How little the U.S. knows of warWhat in God's name is this fool talking about? Those who have volunteered to protect our country against the Muslim savages who plot to kill American women and children are "strangers to most of us"? Where does this guy hang out? Manhattan?
By Richard Cohen
I present you with a paradox. The U.S. Army that fought the Vietnam War was reviled, not spit upon (that's a myth) but not much admired, either. In contrast, the Army of Iraq and Afghanistan is embraced and praised. Yet one was an army of the people, draftees and such, and the other is an army of volunteers, strangers to most of us. What's happening here? The answer, I fear, is a cliche: Familiarity breeds contempt. [link]
Outside his weird world, we ALL here in America know (and revere) someone close to us who serves and has served. After all, it was - and is - the National Guard, citizen soldiery at its essence, that has carried much of the burden in maintaining our presence in both Iraq and Afghanistan for years now. A Guard organization that has its roots in every community in this vast land.
And how many of us normal Americans haven't had a loved one, a relative, or a neighbor who stepped up and shouldered arms for his or her country over the last ten years?
Very few is the answer.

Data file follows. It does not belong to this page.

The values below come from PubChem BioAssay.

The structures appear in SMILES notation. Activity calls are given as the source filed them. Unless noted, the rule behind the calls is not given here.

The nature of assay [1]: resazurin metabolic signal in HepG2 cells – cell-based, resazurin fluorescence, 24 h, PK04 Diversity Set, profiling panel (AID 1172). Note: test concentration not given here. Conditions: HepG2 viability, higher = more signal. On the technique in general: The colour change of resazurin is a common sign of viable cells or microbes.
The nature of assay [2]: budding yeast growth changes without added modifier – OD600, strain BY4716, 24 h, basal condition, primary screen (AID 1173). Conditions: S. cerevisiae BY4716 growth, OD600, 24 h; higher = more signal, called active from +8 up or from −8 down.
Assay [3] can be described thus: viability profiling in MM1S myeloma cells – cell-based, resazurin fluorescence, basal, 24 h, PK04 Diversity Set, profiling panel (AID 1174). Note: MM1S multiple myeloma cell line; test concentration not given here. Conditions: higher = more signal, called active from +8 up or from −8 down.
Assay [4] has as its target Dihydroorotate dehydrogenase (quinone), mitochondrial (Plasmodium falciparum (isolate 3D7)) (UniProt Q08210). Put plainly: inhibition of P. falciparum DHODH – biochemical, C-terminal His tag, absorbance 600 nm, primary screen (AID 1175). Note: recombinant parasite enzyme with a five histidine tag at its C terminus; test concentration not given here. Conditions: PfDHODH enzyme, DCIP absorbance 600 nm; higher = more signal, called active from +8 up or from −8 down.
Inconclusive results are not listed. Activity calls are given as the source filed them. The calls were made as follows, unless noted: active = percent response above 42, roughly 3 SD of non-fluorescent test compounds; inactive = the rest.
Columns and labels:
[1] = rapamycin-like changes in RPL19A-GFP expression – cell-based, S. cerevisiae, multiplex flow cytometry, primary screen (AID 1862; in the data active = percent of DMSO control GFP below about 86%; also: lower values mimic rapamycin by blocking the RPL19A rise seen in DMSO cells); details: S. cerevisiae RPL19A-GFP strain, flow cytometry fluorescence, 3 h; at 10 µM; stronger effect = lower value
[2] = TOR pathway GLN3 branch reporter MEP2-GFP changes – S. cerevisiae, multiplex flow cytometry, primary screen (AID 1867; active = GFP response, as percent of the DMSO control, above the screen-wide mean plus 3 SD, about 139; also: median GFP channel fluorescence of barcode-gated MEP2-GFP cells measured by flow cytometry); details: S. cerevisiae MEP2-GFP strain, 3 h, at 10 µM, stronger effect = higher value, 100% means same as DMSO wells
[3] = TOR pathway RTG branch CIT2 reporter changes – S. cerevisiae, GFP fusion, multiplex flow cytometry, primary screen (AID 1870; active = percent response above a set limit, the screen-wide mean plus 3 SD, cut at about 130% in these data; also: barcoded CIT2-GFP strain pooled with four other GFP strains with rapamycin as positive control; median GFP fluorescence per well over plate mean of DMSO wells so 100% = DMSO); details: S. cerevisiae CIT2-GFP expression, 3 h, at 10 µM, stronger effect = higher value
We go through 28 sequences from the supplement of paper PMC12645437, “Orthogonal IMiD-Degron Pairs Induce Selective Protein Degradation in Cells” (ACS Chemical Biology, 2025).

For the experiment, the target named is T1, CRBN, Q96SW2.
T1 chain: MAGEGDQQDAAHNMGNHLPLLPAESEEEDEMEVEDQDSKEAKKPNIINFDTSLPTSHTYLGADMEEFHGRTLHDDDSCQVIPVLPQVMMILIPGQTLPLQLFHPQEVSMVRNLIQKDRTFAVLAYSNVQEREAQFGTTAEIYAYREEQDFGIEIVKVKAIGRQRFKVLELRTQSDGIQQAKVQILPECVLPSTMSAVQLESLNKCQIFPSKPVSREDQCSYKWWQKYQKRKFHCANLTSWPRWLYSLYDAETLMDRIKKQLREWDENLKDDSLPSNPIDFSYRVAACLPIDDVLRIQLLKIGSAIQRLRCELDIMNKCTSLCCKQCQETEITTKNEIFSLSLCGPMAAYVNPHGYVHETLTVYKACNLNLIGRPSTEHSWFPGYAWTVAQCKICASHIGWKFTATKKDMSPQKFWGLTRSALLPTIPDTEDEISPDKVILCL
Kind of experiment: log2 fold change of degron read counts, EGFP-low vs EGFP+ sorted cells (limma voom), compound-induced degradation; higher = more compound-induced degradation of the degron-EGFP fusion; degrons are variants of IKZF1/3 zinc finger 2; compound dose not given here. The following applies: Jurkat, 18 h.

In my case my nephew, Jon Fuhrman, while serving with the 101st Airborne, was in the initial attack wave that entered Saddam's hellhole in Operation Iraqi Freedom in 2003 and participated in the assault in Mosul that resulted in Hussein's two sons meeting their 72 virgins. And it's my son-in-law, Lt. Col Michael Kasprzyk, II Marine Expeditionary Force, who "mans the walls" to protect our way of life each and every day so that sorry shits like Richard Cohen can prattle on with his incomprehensible twaddle.
In truth, we all have "skin in the game." All except for cloistered liberals in New York and Washington, perhaps.
One more thing: Let me correct this twit on his other point. The vast majority of Americans never "reviled" men and women in uniform during the Vietnam War either. We, in fact, always admired them for fighting the good fight in a hopelessly botched and politically unwinnable conflict.
It was only anti-war lowlifes like Richard Cohen who reviled them.
So he's absolutely wrong on both counts.
Go figure. The Washington Post's village idiot was wrong. It must be Tuesday.